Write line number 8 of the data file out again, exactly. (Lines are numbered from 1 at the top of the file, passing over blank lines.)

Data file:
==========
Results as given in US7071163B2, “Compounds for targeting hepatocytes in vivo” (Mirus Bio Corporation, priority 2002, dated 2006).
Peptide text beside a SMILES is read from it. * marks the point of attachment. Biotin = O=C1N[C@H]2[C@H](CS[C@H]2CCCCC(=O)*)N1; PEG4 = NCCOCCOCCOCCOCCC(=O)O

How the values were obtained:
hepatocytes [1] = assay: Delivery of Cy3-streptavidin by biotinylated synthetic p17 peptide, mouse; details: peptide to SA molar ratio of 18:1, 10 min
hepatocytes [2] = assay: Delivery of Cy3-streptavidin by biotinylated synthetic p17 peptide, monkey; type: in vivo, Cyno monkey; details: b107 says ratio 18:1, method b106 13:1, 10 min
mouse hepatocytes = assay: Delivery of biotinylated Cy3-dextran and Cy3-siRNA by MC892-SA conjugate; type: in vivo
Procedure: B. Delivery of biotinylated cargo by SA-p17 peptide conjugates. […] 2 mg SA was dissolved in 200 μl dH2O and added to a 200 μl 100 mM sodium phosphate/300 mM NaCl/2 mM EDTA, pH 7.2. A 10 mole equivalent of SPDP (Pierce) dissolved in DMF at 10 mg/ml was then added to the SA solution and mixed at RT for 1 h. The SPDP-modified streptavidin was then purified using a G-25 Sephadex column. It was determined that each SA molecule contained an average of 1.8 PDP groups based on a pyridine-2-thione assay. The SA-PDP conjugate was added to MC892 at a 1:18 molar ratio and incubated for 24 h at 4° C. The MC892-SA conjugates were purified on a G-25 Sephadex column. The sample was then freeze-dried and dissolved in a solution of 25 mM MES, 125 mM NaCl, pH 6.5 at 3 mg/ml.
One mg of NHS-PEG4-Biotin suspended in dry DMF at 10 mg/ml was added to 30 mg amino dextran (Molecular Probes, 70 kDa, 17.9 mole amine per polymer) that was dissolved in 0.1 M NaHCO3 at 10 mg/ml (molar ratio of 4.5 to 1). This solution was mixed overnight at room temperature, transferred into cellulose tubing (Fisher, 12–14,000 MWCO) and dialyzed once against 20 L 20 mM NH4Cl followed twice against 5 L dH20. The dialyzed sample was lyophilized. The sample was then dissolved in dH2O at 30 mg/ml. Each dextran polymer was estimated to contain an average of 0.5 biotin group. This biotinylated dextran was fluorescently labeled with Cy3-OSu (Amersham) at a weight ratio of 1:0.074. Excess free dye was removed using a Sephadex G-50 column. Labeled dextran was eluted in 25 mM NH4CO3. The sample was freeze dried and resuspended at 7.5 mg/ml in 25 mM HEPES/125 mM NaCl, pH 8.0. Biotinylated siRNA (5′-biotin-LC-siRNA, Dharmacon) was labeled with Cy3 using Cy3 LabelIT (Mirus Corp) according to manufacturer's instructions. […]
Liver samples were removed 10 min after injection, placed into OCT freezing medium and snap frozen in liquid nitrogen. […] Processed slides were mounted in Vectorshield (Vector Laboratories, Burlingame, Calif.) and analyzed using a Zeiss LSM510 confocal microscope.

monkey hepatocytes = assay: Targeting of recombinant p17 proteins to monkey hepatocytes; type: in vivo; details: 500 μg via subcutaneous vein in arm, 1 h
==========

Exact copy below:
One mg of NHS-PEG4-Biotin suspended in dry DMF at 10 mg/ml was added to 30 mg amino dextran (Molecular Probes, 70 kDa, 17.9 mole amine per polymer) that was dissolved in 0.1 M NaHCO3 at 10 mg/ml (molar ratio of 4.5 to 1). This solution was mixed overnight at room temperature, transferred into cellulose tubing (Fisher, 12–14,000 MWCO) and dialyzed once against 20 L 20 mM NH4Cl followed twice against 5 L dH20. The dialyzed sample was lyophilized. The sample was then dissolved in dH2O at 30 mg/ml. Each dextran polymer was estimated to contain an average of 0.5 biotin group. This biotinylated dextran was fluorescently labeled with Cy3-OSu (Amersham) at a weight ratio of 1:0.074. Excess free dye was removed using a Sephadex G-50 column. Labeled dextran was eluted in 25 mM NH4CO3. The sample was freeze dried and resuspended at 7.5 mg/ml in 25 mM HEPES/125 mM NaCl, pH 8.0. Biotinylated siRNA (5′-biotin-LC-siRNA, Dharmacon) was labeled with Cy3 using Cy3 LabelIT (Mirus Corp) according to manufacturer's instructions. […]